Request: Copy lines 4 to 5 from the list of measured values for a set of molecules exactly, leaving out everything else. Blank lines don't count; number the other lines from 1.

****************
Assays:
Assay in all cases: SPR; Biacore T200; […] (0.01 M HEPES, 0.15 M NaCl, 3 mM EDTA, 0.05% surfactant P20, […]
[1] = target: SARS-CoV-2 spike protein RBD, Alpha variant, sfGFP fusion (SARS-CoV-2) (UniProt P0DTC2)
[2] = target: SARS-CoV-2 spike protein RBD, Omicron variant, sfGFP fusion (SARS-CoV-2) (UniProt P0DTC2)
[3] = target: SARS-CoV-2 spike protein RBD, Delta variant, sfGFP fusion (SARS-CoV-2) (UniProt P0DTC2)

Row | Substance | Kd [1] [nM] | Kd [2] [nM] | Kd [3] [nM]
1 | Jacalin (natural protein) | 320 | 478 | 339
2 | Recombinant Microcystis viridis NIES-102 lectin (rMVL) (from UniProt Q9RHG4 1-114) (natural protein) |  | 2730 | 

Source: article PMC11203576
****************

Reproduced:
[2] = target: SARS-CoV-2 spike protein RBD, Omicron variant, sfGFP fusion (SARS-CoV-2) (UniProt P0DTC2)
[3] = target: SARS-CoV-2 spike protein RBD, Delta variant, sfGFP fusion (SARS-CoV-2) (UniProt P0DTC2)